The Ancient Library

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charge vaguely preferred, and unsupported by any distinct evidence, that he abused his power when chief magistrate of Rome, in order to oppress the Christians, seems totally destitute of foundation. That his leisure hours were devoted exclusively to literary pursuits, seems evident from the numerous allusions in his epistles to the studies in which he was engaged, and his friendship with Ausonius and other distinguished authors of that epoch proves that he delighted in associating and cor­responding with the learned. His wealth must have been prodigious, for in addition to his town mansion on the Caelian Hill (Ep. iii. 12, 88, vii. 18), and several houses in the city which he lent to his friends, he possessed upwards of a dozen villas in the most delightful parts of Italy, many detached farms, together with estates in Sicily and Mauritania. The following inscription contains a list of his honours and titles as recorded by his son : —

Q. aur. symmacho. V. C. quaest. praet. pontifici. maiori. correctori. lucaniae. et. brittiorum. comiti. ordinis. tertii. procons. africae. praef. urb. Cos. ordinario. ora-


The extant works of Symmachus consist of letters and fragments of speeches.

I. Epistolarum Libri X., published after his death by his son. The last book contains his official correspondence, and is chiefly composed of the letters presented by him when praefect of the city to the emperors under whom he served. The remaining books comprise a multitude of epistles, many of them notes extending to a few lines only, addressed to a wide circle of relations, friends, and acquaintances. They relate for the most part to matters of little moment, and notwithstanding the praises so liberally lavished by Politian and Laetus, are, taken as a whole, uninteresting and destitute of value. The style is elaborated with great and painful diligence. Pliny was the object proposed for imitation, and we are presented with a stiff copy of a stiff model, in which the degenerate taste and decaying Latinity of the fourth century are en­grafted on the solemn pedantry and cold affectation of the original. We must, however, make an exception in favour of the most highly finished and important piece in the collection, the celebrated epistle " DDD. Valentiniano, Theodosio et Arcadio semper Auggg.," entreating them to restore the Altar of Victory to its ancient position in the senate house. This document, whether we con­sider the judicious choice of the arguments employed, the skilful arrangement according to which they succeed and mutually support each other, the art with which they are developed, the pointed energy with which they are enforced, and at the same time the tone of moderation and liberality which pervades the whole, impresses us with deep admi­ration of the genius, learning, dialectic acuteness, and eloquence of the author, who seems to have lacked nothing but a good cause for the display of his talents. Notwithstanding the folly and false­ness of the doctrines which he advocates, this state paper is infinitely superior as a literary composition and a work of art to the well-known reply of St. Ambrosius, which is verbose, abusive, and not always honest.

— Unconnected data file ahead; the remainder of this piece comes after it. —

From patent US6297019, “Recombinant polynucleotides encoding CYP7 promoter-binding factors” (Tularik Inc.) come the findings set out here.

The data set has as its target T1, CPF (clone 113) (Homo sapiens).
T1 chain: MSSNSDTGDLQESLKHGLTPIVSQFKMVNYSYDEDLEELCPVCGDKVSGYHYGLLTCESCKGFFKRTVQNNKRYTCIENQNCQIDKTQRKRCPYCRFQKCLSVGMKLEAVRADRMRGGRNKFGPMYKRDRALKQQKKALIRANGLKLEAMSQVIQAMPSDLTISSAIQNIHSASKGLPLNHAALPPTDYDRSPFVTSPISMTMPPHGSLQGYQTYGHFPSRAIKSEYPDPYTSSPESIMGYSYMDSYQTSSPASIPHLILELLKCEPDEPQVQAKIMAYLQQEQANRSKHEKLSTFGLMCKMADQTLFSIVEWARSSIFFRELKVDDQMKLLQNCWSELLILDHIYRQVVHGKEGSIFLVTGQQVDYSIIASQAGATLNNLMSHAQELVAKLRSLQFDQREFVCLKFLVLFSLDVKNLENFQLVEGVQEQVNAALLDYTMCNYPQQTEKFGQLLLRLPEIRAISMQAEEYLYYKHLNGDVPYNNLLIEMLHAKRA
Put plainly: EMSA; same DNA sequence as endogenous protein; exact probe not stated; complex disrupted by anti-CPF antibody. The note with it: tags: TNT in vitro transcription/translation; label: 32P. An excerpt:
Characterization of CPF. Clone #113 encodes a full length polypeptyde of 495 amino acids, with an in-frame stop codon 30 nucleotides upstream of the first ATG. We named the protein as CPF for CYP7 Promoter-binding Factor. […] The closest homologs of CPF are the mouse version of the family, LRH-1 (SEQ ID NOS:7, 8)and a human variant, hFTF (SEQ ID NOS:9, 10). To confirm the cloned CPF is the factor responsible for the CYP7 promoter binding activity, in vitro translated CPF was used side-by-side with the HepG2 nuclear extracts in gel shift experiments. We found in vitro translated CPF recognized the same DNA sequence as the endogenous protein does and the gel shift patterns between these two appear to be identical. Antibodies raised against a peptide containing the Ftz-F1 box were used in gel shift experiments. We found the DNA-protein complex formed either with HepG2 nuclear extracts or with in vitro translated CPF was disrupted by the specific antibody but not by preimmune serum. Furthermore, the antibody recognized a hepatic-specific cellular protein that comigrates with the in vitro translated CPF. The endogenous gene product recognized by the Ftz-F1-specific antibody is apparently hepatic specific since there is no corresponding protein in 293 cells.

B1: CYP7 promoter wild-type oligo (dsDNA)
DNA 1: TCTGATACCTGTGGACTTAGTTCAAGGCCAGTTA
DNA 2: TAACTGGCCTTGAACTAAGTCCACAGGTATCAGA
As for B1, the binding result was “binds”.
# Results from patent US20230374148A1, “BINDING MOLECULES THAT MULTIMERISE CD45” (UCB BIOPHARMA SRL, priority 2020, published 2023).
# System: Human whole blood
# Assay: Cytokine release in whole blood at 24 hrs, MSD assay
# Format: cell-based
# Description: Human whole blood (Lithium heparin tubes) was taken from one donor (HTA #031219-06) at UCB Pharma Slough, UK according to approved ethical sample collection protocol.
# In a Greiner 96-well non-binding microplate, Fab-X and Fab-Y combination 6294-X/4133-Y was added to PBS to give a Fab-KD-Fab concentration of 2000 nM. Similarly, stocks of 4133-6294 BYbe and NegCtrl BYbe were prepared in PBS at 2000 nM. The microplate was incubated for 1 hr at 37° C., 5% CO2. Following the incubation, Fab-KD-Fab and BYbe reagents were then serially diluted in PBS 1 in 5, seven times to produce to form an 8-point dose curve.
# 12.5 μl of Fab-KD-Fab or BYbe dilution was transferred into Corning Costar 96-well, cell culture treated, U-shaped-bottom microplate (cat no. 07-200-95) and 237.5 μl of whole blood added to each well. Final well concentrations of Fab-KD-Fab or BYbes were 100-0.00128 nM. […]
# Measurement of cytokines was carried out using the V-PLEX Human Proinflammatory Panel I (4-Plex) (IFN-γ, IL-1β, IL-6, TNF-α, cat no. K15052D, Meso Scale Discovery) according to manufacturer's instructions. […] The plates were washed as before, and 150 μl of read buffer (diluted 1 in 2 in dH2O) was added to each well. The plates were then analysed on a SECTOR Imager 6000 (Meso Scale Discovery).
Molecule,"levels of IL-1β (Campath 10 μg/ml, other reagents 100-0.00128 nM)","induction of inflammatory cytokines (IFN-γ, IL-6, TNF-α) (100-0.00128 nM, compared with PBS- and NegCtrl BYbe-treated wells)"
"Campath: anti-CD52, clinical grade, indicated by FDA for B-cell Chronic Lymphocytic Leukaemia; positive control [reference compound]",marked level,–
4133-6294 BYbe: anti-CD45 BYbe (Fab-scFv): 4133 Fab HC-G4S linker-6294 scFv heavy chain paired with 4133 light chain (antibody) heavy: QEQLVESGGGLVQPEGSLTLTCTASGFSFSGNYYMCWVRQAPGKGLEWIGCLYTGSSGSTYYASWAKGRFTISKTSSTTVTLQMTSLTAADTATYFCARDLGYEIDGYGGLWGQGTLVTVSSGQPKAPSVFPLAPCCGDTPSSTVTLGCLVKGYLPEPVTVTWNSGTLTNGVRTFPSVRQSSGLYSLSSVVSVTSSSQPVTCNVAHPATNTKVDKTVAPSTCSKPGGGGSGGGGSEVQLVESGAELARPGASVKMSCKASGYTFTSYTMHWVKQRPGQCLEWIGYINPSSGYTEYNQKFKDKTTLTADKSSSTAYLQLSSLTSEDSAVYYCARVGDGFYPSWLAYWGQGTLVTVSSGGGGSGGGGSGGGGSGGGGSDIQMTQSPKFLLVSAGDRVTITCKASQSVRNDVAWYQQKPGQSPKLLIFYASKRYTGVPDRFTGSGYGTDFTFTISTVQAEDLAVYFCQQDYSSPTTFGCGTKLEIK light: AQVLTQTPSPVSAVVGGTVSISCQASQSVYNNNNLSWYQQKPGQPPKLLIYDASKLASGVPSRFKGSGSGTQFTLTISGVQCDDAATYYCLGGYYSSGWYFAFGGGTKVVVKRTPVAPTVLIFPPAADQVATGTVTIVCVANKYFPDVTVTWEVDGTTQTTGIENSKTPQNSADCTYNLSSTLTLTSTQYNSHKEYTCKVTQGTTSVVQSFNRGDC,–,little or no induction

II. Novem Orationum Fragmenta. Although we were told by Socrates (H.E. v. 14) and Callixtus